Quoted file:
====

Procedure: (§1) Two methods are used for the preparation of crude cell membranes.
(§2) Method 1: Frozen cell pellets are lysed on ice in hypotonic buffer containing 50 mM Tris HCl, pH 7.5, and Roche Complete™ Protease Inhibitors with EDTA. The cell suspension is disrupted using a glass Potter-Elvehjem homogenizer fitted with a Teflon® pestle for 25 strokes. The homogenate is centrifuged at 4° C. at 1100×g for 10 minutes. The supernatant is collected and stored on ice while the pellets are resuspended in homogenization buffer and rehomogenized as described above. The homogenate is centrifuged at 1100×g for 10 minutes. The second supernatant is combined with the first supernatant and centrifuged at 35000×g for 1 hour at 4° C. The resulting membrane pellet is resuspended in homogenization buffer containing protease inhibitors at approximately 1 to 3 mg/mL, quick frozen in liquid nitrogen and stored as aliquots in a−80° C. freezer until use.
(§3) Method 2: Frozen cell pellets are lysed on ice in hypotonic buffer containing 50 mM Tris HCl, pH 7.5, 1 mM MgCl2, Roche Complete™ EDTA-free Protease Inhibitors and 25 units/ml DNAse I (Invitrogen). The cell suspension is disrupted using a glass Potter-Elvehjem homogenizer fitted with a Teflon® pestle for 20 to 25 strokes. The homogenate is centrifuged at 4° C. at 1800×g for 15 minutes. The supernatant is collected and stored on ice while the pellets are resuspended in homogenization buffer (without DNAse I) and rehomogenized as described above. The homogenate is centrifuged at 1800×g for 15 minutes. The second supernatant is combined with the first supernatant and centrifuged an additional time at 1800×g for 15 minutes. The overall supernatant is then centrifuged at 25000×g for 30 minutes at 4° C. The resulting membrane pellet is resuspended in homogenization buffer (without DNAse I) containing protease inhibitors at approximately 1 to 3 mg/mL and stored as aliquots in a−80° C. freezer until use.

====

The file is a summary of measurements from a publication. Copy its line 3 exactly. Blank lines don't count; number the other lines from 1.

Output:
(§3) Method 2: Frozen cell pellets are lysed on ice in hypotonic buffer containing 50 mM Tris HCl, pH 7.5, 1 mM MgCl2, Roche Complete™ EDTA-free Protease Inhibitors and 25 units/ml DNAse I (Invitrogen). The cell suspension is disrupted using a glass Potter-Elvehjem homogenizer fitted with a Teflon® pestle for 20 to 25 strokes. The homogenate is centrifuged at 4° C. at 1800×g for 15 minutes. The supernatant is collected and stored on ice while the pellets are resuspended in homogenization buffer (without DNAse I) and rehomogenized as described above. The homogenate is centrifuged at 1800×g for 15 minutes. The second supernatant is combined with the first supernatant and centrifuged an additional time at 1800×g for 15 minutes. The overall supernatant is then centrifuged at 25000×g for 30 minutes at 4° C. The resulting membrane pellet is resuspended in homogenization buffer (without DNAse I) containing protease inhibitors at approximately 1 to 3 mg/mL and stored as aliquots in a−80° C. freezer until use.